Calvin versus the Calvinists — a common charge thrown against historic Dordtian Calvinism is that Dordtian Calvinists especially the Reformed scholastics in the 17th century have distorted the real teachings of the French Reformer John Calvin. This charge has continued to this very day, starting with Jacobius Arminius in the Netherlands, John Cameron and his student the French Huguenot theologian of the school of Samur Moise Amyraut (or Amyraldius), and into the modern times by "calvinists" such as R.T. Kendell, successor of Dr. Martin Lloyd-Jones at Westminster Chapel, London.
In this paper, Pastor David Chen has written an article on this very subject, dealing with the Reformed scholastic theologian Francis Turretin. Has Turretin been faithful to John Calvin's theology and especially his doctrine of election? Chen wrote:
The Bible is the eternal Word that doesn’t change, but human beings do change from generations to generations. New cultures, new ways of thinking, new methodology of scholarship, new ideas have always prompted a new generation of seekers to re-raise questions on the teachings of the Bible. Sometimes old doctrines need to be reformulated in new ways for new generations to appreciate what is being taught. At the same time new challenges will also force the revisiting and sometimes reframing of old doctrines to more properly clarify, rebuke, or simply elaborate what was left unsaid by earlier generations. The same applies to Calvin’s teachings. This paper will focus on Calvin’s Doctrine of Election, and how Francis Turretin two generations later had used and improved on Calvin’s doctrine. In what aspects had he followed Calvin’s teachings faithfully? Does he at the same time also further elaborates or reframes what was said by Calvin to address his own culture and the challenges of his era? In comparing and contrasting Calvin and Turretin, will there be any deviations between Turretin and Calvin that can be used to support the Calvin versus the Calvinists theory? Or will one appreciate the reasons for the changes as being faithfully Calvinistic in the core and following the trajectory that Calvin had set?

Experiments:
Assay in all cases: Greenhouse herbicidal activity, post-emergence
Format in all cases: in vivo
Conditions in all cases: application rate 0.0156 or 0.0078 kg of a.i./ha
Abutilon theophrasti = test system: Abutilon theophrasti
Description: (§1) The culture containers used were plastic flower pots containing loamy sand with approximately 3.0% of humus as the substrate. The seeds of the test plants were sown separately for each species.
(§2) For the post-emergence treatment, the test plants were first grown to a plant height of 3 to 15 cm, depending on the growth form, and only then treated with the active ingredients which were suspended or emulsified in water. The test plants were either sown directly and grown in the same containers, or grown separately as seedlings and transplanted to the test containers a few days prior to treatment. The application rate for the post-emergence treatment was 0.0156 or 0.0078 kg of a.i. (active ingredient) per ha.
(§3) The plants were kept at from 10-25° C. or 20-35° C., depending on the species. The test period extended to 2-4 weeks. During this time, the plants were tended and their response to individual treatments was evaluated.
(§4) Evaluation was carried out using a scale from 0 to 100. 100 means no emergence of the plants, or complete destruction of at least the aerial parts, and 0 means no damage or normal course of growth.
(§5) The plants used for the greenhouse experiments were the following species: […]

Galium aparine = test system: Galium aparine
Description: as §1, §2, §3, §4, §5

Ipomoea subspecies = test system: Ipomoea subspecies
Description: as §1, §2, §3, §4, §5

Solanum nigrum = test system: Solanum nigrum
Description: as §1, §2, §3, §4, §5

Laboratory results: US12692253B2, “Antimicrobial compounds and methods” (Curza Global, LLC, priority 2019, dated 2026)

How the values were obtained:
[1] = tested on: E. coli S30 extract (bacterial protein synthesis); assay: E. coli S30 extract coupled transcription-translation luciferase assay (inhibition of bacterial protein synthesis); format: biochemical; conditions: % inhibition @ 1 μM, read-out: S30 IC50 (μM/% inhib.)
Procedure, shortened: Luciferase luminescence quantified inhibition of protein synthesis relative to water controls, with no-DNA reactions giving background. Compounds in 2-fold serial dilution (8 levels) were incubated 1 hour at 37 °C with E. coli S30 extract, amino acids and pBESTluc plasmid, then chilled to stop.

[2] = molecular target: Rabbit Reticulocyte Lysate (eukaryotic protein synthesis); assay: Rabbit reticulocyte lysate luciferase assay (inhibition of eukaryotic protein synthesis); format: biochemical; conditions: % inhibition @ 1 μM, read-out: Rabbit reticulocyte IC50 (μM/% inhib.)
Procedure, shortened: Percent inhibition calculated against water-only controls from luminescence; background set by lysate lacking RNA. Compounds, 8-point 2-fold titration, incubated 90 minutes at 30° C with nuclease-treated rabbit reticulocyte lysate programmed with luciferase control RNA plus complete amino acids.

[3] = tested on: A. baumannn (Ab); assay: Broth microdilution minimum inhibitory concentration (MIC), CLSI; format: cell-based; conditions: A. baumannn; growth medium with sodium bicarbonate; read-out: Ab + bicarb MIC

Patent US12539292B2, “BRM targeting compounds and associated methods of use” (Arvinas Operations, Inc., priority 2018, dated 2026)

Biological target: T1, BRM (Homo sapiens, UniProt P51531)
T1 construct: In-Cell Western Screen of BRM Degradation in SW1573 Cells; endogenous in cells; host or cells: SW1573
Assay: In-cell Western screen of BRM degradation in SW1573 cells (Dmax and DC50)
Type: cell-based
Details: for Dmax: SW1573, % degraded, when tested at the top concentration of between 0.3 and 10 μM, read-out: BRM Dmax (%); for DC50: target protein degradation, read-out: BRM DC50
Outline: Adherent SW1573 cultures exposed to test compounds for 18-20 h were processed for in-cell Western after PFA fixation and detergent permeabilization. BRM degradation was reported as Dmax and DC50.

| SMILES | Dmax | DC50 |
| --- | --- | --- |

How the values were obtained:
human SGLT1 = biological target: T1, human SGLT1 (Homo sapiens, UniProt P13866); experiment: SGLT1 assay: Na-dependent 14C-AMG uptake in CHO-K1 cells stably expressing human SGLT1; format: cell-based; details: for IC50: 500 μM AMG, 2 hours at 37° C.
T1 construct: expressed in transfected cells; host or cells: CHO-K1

Pastor Alex Tseng has reviewed this article as follows:
A very fine paper on Turretin’s doctrine of predestination has been written, owing to efforts of my friend David Chen. I am especially thankful for his defense of 17th-century scholasticism and his critique of the “Calvin-against-the-Calvinists” thesis, which, in fact, did not end with the Amyraut Controversy, but has persisted well into recent theological scholarship, as shown in the works of E. J. Dowey, J. B. Rogers, R. T. Kendall, etc. Since Calvin and Puritan studies are still in their infancy stages among Chinese Christians, works such as Chen’s are especially important in challenging innovative re-interpretations of Calvin and Reformed theology that explicitly or implicitly oppose Reformed orthodoxy, as found in the works of popular Chinese writers like Hong-Hsin Lin.
This paper and its review are now open for discussion.